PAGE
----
Now that data storage and technology is cheap, information is vast and newer database technologies don’t require an agreed upon schema up front, discovery analytics is finally possible. With data lakes, companies employ data scientists who are capable of making sense of untamed data as they trek through it. They can find correlations and insights within the data as they get to know it.


Five Key Components of a Data Lake Architecture

1.Data Ingestion: A highly scalable ingestion-layer system that extracts data from various sources, such as websites, mobile apps, social media, IoT devices, and existing Data Management systems, is required. It should be flexible to run in batch, one-time, or real-time modes, and it should support all types of data along with new data sources.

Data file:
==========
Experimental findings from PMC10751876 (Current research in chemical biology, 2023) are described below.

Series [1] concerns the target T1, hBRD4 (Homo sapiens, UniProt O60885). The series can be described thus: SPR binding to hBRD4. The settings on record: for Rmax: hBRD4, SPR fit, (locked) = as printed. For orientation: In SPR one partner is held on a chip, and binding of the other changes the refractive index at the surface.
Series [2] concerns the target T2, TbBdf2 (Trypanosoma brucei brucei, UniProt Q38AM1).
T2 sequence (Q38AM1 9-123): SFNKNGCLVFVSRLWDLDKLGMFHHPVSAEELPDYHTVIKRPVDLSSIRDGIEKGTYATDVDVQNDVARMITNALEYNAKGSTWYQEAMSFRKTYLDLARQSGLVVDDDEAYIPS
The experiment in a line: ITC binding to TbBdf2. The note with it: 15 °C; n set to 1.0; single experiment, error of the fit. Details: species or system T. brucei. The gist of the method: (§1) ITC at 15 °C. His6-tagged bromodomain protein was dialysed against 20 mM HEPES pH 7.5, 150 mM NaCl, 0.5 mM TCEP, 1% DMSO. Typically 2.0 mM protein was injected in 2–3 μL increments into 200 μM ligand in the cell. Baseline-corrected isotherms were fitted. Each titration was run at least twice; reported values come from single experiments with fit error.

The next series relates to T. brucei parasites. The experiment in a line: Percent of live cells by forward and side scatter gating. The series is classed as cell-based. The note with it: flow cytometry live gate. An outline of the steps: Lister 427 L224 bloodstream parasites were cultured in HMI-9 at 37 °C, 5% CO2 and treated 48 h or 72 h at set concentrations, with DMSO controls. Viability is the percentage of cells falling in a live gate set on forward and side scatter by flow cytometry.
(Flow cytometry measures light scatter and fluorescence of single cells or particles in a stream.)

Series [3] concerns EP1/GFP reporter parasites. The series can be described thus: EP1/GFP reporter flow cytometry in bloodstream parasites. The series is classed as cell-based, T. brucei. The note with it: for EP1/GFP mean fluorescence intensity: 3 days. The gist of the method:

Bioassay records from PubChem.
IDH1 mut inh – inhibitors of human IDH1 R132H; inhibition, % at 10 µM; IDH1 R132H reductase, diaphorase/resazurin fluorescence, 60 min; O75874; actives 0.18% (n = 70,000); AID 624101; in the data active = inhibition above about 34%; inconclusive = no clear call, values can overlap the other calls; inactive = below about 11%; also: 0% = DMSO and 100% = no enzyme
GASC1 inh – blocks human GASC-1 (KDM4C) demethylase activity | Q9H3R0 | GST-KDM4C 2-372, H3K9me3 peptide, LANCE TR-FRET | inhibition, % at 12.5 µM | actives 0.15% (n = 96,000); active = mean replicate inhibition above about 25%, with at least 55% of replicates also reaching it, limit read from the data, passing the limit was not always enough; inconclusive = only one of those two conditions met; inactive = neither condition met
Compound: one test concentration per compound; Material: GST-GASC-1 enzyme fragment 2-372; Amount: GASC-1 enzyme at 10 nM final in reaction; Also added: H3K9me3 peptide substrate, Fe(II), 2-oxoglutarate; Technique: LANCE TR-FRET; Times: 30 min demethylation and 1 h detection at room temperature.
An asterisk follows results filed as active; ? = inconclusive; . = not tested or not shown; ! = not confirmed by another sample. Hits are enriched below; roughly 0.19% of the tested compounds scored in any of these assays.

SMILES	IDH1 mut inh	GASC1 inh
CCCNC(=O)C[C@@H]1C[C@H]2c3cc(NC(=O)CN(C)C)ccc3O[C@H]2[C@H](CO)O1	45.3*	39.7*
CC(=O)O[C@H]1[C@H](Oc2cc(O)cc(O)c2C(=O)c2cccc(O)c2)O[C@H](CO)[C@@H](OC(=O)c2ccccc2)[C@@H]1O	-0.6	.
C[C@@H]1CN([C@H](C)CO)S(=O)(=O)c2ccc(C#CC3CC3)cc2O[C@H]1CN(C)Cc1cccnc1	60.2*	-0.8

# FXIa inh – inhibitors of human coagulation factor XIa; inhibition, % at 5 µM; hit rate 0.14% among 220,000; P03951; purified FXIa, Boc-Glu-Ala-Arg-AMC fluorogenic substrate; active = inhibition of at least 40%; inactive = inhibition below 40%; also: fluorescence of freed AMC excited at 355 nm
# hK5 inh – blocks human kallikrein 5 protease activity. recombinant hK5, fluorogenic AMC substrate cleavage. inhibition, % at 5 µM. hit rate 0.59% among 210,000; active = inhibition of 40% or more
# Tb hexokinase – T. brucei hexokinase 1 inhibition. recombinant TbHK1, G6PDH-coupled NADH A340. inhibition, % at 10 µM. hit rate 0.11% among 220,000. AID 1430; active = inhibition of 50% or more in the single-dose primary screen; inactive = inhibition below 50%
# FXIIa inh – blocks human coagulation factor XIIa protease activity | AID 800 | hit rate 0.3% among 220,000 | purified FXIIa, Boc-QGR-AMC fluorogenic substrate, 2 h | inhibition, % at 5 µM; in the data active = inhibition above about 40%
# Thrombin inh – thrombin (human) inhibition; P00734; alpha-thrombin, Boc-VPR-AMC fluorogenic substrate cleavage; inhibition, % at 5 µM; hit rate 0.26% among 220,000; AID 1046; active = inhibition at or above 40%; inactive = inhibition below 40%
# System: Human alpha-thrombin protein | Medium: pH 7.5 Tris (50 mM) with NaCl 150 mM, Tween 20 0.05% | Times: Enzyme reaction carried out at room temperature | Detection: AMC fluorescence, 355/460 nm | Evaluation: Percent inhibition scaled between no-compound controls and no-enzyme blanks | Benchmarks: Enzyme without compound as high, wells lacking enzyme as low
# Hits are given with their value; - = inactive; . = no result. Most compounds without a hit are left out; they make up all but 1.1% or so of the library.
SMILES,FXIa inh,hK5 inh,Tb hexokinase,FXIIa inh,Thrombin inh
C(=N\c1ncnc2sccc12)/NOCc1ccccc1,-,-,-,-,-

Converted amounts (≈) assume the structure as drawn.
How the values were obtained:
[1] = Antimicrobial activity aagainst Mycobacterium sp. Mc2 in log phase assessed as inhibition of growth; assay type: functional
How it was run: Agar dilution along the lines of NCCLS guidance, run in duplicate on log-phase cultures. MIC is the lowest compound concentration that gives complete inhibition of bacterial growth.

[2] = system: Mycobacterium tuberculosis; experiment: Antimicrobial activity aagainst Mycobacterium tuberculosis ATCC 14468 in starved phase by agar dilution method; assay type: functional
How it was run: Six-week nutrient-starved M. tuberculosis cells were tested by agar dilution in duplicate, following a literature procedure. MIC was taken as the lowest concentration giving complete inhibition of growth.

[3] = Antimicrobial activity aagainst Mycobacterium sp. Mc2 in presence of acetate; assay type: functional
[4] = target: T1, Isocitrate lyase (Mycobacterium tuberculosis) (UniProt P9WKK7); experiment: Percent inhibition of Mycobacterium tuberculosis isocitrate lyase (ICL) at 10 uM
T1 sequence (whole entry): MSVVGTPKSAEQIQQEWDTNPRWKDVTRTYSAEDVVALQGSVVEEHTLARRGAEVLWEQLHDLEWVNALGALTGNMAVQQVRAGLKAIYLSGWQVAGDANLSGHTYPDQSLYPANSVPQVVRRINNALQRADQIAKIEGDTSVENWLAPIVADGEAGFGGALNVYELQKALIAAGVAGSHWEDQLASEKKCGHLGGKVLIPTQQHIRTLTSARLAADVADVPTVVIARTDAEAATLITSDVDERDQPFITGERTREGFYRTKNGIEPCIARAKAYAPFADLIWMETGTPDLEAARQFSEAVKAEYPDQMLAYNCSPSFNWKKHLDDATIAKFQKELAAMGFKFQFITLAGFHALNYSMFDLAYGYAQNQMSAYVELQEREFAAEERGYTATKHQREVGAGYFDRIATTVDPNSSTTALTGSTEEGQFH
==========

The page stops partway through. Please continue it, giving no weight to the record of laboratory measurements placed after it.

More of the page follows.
2.Data Storage: A highly scalable data storage system should be able to store and process raw data and support encryption and compression while remaining cost-effective.

3.Data Security: Regardless of the type of data processed, data lakes should be highly secure from the use of multi-factor authentication, authorization, role-based access, data protection, etc.

4.Data Analytics: After data is ingested, it should be quickly and efficiently analyzed using data analytics and machine learning tools to derive valuable insights and move vetted data into a data warehouse.

5. Data Governance: The entire process of data ingestion, preparation, cataloging, integration, and query acceleration should be streamlined to produce enterprise-level Data Quality. It is also important to track the changes to key data elements for a data audit.

Like big data, the term data lake is sometimes disparaged as being simply a marketing label for a product that supports it. However, the term is being accepted as a way to describe any large data pool in which the schema and data requirements are not defined until the data is queried.